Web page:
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What are folks' thoughts on planning to attend the EAPA? My sense is that Skype is becoming the norm, or at least an option candidates can take. This seems to undercut the 'traditional' wisdom of planning to attend (and saying so in cover letters).


Marcus Arvan

jmugg: Very few interviews were held at last year's EAPA. I suspect there will be even fewer this year. But, if you get an interview from one of those who do, I don't know if you'd be out of luck, or if they'd be willing to Skype. Tough call...

Martin Shuster

If a place is so inflexible that they are unwilling to Skype, then you probably don't want to work there.

If cost and/or other factors are an issue, I would avoid the EAPA and request a Skype interview from any schools that contact you.

My 2 cents...


What Martin said. Anyone should be willing to accommodate you with a Skype interview, and most people understand the economic realities: most candidates can't afford the $500-1500 that attending the APA costs.


Recently I had one E-APA interview. I was a few months' pregnant, it wasn't super-visible yet. I had to fly in from Europe and they notified me 1 week before the conference took place, so it was very expensive, well over $1500 to book my transcontinental flight. And then I still had to register and pay the accommodation. Of course, I asked if it could be via Skype, but they said no. Unfortunately, I did not want to disclose that I was pregnant (knowing that this never speaks in one's favor and often against), so I could not use that as a reasonable argument not to go. So, off I went on an 8 hour flight. I was very tired, ill-concentrated, not to mention very ill from the combination of jetlag, flight sickness (which is always a problem for me) and morning sickness - together they made me feel terrible. The interview didn't go well. The head of the SC thanked me several times for traveling so far, with that look of pity in his eyes. Bottom line: I should have told them I was pregnant, rather than fly all the way and screw up my interview. What a waste of money.


Marcus: I was wondering if you would be willing to start a thread on hiring professional consultants. The job market is such a crap shoot game where grad school typically leaves you poorly prepared that it seems sensible, especially if you don't have (good) placement officers at your school or are, like me, a few years out of grad school, to pay someone to look over your letter, cv, writing sample.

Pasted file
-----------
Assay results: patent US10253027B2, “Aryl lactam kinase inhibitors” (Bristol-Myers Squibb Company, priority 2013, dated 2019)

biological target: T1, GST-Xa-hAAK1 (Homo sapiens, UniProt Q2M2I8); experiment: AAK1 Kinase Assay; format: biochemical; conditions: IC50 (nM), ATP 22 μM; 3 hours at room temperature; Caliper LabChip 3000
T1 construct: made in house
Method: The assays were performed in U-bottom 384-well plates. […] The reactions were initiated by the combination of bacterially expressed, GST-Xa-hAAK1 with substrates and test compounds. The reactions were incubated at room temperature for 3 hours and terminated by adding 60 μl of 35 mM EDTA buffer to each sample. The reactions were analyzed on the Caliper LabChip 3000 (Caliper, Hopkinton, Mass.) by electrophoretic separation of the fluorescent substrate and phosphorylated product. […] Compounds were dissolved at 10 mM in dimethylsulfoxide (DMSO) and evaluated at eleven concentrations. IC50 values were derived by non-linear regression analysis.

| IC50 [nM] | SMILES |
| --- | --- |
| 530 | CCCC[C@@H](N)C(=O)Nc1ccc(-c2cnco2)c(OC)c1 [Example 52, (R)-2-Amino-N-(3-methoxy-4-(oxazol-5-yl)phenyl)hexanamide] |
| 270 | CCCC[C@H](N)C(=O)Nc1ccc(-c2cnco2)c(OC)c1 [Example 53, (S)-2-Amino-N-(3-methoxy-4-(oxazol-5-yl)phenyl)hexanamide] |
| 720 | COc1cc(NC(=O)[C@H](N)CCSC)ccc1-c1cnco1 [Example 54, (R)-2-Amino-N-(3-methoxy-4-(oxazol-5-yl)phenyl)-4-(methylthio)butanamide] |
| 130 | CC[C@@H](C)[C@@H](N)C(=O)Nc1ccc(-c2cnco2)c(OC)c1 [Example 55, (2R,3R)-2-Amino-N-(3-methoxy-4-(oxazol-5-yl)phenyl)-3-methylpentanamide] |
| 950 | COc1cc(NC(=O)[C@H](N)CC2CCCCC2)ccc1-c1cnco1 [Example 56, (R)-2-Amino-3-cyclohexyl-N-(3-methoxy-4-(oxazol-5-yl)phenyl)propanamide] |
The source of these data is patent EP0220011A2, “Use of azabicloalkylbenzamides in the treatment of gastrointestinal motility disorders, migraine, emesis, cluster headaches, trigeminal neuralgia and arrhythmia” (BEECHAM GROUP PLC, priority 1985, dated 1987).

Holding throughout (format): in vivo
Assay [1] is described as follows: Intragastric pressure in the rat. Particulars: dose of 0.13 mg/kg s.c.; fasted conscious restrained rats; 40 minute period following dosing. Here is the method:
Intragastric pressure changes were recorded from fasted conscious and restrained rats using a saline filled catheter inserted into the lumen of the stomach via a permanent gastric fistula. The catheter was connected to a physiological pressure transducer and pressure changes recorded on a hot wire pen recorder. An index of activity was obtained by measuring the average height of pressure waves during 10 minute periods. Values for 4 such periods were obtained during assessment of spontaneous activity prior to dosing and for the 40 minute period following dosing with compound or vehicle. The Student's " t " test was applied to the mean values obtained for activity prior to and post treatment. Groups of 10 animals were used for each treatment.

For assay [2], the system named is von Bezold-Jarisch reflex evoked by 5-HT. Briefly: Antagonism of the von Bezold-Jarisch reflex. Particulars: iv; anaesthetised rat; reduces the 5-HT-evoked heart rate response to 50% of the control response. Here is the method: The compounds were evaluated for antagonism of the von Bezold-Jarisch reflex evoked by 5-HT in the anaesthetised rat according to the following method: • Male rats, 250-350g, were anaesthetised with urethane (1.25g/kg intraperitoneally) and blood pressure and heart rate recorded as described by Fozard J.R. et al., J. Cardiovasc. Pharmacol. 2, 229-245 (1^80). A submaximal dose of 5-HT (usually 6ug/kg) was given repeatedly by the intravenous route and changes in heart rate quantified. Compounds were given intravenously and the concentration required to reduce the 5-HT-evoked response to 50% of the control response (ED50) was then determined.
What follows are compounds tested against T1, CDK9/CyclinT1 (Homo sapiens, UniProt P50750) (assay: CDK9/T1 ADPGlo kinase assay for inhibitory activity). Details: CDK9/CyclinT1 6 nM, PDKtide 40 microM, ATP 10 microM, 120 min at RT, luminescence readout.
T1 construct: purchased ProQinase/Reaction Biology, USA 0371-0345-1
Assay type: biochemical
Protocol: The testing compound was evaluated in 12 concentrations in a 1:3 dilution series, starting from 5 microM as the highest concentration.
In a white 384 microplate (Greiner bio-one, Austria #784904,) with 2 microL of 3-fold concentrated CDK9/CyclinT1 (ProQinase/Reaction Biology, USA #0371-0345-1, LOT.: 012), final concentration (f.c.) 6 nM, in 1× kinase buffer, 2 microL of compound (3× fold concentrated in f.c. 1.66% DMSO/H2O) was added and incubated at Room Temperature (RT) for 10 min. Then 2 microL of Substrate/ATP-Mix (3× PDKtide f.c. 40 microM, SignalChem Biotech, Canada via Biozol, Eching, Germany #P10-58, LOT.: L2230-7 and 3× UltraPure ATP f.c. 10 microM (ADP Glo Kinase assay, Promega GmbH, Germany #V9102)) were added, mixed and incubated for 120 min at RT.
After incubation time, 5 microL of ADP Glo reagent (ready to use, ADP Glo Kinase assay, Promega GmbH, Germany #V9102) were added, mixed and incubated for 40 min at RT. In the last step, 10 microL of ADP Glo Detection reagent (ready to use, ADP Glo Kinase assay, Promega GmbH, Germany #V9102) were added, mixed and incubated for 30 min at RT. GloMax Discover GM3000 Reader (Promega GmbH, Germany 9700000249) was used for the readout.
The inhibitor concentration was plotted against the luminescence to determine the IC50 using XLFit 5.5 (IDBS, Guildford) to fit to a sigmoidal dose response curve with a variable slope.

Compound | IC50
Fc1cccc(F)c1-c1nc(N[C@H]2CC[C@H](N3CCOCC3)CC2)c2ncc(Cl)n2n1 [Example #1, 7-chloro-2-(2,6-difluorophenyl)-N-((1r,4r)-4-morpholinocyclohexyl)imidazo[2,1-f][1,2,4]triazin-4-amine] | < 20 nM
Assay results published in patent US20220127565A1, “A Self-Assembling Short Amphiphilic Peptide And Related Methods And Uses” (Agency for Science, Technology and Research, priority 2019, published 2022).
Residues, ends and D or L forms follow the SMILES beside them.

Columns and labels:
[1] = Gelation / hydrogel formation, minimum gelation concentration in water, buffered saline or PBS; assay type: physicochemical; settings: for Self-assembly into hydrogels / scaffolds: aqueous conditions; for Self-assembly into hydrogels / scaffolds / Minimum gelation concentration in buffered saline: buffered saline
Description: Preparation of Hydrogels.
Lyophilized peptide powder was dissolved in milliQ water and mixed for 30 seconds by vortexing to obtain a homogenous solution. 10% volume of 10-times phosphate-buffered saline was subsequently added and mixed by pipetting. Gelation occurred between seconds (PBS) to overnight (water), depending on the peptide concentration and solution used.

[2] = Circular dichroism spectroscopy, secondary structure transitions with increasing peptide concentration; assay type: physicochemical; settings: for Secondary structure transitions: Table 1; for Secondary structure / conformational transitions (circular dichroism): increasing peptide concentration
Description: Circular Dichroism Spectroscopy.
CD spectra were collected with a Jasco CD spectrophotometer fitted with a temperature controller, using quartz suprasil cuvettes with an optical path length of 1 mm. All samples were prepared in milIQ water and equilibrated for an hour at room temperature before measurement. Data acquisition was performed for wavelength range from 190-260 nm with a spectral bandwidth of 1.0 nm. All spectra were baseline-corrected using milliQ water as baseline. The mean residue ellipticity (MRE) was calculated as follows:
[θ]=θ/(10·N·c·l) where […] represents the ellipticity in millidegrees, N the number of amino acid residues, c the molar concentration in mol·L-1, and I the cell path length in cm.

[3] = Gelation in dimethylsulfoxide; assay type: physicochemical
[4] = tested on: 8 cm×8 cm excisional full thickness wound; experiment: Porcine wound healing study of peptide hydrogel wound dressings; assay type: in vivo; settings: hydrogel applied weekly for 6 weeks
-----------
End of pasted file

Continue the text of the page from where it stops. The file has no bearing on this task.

This past job season, I hired [Karen from The Professor is In. You can edit this out if you like if that conforms to your blog]. For a fee - which was not cheap, but I wanted to give it my best shot this year - she looked over my cover letter and CV. She surgically removed all pandering, pleading and empty phrases and made my letter professional, helped me to find to concisely formulate my overarching research project, and to phrase a compelling narrative of my teaching philosophy (getting out the "I love teaching!) phrases). The letter seemed to make a noticeable difference: I got several interviews, and was offered a job in a fabulous city in a university I greatly admire.
I am wondering what the experience is of others who have used professional job consultants/coaches. It might well be that my experience is a lucky coincidence (my CV was also a lot stronger this year, with a book at a major press coming out, which certainly helped). It would be of benefit to cocooners to hear some more data on this.


I also worked with Karen (The Professor Is In). It also wasn't cheap, but I also think it made a *big* difference. Her help focused on my cover letter, and on a separate fellowship application (which I was awarded, woo!). I had lots of interviews last time on the market (and received a job). I attribute at least some of that to her help.

What I noticed in working with a consultant is that they've worked out some of what *works* in these documents, whereas most of my advisors at best had some very vague sense of what *they* personally like or dislike. When Karen got my efforts (after hours of editing and comments from advisors), she basically had me completely re-write it. That was eye-opening.

Anonymous Grad

Let's say I am fortunate enough to get a campus interview and give a job talk. Should I plan to prepare a job talk that is different from my writing sample?

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